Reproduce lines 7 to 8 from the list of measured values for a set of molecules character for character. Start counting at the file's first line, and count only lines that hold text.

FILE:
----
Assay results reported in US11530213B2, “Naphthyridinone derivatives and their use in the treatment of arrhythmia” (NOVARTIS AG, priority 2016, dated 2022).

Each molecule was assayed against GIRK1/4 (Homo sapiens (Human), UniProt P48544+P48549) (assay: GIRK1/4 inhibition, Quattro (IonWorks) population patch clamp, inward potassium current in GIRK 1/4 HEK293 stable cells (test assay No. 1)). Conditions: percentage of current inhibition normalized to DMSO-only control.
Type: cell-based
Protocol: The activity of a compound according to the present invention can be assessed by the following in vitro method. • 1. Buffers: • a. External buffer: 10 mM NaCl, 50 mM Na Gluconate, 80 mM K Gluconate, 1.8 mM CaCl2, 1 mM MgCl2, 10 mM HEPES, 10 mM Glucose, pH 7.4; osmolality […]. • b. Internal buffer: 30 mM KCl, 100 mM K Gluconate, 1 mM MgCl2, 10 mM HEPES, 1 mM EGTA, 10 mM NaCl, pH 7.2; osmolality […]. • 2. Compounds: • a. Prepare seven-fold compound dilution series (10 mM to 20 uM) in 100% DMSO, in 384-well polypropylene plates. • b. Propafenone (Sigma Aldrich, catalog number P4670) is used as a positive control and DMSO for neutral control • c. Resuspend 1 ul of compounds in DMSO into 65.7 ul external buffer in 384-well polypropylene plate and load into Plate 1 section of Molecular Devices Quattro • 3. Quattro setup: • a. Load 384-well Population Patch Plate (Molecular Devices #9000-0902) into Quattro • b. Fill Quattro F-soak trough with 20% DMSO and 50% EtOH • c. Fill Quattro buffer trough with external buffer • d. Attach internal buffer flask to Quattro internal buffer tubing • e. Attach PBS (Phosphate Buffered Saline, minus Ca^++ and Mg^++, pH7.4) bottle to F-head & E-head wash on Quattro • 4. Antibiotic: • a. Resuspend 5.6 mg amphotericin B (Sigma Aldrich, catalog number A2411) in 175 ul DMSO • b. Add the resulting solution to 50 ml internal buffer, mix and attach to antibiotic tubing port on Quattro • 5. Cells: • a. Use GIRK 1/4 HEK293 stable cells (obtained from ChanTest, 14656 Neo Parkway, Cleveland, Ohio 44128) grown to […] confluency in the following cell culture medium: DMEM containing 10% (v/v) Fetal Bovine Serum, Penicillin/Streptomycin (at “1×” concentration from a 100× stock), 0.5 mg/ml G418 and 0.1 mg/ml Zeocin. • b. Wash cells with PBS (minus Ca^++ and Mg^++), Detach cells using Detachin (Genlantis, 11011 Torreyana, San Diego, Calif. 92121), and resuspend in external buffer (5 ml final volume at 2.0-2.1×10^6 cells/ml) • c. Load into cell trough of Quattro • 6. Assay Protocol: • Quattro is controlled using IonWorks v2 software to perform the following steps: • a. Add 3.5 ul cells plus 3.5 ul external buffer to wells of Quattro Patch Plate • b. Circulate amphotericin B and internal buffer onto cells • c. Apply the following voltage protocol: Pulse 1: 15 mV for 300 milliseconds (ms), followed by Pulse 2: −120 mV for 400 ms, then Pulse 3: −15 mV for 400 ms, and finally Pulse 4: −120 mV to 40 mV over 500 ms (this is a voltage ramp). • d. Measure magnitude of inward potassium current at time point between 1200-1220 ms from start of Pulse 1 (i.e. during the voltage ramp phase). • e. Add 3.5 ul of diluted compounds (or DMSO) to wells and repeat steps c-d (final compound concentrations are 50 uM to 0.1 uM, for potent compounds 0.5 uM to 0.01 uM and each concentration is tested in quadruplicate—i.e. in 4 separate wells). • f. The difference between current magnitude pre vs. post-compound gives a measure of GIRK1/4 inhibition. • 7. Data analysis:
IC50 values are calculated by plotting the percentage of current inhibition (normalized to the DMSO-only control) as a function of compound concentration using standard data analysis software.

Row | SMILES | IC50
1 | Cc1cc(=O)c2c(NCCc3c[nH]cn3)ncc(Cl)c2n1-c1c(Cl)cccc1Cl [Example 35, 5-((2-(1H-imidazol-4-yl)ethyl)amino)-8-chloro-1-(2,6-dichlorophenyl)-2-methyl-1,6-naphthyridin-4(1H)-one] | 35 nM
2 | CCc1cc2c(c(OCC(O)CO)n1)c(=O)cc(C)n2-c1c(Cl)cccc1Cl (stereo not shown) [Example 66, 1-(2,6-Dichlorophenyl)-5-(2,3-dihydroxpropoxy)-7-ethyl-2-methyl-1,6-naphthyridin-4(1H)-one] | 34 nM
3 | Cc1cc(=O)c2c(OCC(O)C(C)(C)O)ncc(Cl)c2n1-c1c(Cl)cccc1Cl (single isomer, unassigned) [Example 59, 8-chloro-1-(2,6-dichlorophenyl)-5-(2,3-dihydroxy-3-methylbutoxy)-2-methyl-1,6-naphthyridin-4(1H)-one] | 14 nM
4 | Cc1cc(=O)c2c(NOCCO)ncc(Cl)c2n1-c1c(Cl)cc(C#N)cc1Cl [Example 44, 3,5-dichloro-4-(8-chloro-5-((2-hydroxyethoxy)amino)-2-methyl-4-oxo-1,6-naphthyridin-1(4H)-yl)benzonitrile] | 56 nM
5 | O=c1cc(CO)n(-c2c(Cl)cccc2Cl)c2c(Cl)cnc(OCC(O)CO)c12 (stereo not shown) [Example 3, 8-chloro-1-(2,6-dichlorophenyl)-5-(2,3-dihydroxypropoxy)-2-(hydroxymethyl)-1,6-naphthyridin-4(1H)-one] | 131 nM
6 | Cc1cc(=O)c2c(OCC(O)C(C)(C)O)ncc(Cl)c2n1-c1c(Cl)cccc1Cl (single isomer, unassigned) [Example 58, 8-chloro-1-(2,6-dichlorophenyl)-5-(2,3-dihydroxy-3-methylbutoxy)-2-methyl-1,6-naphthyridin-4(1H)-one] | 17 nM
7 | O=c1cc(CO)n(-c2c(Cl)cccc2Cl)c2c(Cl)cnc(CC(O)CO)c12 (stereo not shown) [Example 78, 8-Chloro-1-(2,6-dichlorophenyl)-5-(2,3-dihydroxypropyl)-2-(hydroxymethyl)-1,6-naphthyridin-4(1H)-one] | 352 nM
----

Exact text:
1 | Cc1cc(=O)c2c(NCCc3c[nH]cn3)ncc(Cl)c2n1-c1c(Cl)cccc1Cl [Example 35, 5-((2-(1H-imidazol-4-yl)ethyl)amino)-8-chloro-1-(2,6-dichlorophenyl)-2-methyl-1,6-naphthyridin-4(1H)-one] | 35 nM
2 | CCc1cc2c(c(OCC(O)CO)n1)c(=O)cc(C)n2-c1c(Cl)cccc1Cl (stereo not shown) [Example 66, 1-(2,6-Dichlorophenyl)-5-(2,3-dihydroxpropoxy)-7-ethyl-2-methyl-1,6-naphthyridin-4(1H)-one] | 34 nM